A Million Shades of Gray
What the Book's About
War took everything from Y’Tin. But he had one friend: his elephant.
Y’Tin is brave. No one in his village denies that—his mother may wish that he’d spend more time on school work than on elephant training, but still she knows that it takes a great deal of courage and calm to deal with elephants the way that Y’Tin does. He is almost the best trainer in the village—and, at twelve-years old, he’s certainly the youngest. Maybe he’ll even open up his own school some day to teach other Montagnards how to train wild elephants? That was the plan anyway—back before American troops pulled out of the Vietnam War, back before his village became occupied by Viet Cong forces seeking revenge, back before Y’Tin watched his life change in a million terrible ways.
At once heartbreaking and full of hope, this exploration into the depth of the jungle and the not-so-distant past brings us close to a world few people know about—and none will ever forget. Y’Tin’s story is one of lasting friendships, desperate choices, and all that we lose when we are forced to change.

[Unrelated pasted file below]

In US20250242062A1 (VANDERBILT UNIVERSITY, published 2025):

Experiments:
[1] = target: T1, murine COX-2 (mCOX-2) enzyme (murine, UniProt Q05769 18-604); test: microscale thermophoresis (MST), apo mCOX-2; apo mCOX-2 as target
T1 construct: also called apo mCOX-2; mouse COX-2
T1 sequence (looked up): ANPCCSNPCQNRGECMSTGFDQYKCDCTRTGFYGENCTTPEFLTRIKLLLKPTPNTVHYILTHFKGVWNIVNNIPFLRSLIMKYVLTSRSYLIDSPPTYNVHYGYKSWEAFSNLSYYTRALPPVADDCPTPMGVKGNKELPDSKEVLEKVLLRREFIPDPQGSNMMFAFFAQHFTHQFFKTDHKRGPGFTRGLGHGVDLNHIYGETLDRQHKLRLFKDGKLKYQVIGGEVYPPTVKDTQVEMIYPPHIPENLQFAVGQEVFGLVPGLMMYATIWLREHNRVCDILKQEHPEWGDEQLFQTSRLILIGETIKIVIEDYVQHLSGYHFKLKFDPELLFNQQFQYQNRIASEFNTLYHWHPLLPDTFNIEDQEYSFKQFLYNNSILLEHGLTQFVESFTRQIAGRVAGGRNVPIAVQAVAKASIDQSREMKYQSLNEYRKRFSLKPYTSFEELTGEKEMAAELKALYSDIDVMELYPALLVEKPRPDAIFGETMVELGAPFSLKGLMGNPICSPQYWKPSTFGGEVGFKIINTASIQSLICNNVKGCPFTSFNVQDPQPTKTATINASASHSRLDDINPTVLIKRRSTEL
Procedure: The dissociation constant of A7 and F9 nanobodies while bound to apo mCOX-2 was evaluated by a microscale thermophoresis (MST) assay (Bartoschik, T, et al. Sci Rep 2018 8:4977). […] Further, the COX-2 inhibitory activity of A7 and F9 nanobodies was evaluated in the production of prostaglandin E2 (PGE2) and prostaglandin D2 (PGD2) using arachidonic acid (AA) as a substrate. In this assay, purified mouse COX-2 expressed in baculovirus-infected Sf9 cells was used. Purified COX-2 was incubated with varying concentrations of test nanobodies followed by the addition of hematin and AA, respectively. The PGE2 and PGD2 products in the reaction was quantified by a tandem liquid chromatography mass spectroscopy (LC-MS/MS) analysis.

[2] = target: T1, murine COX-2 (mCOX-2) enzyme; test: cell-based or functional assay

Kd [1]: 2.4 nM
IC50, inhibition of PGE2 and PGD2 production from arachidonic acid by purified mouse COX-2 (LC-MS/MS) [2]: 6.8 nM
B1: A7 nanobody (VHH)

What Other People Have to Say
“Kadohata delves deep into the soul of her protagonist while making a faraway place and the stark consequences of war seem very near. Y’Tin’s inner conflicts and changing perception of the world will haunt readers.” (Publishers Weekly, starred review)
“A fascinating window into post-Vietnam War history and a wonderfully intimate character study.” (Kirkus Reviews)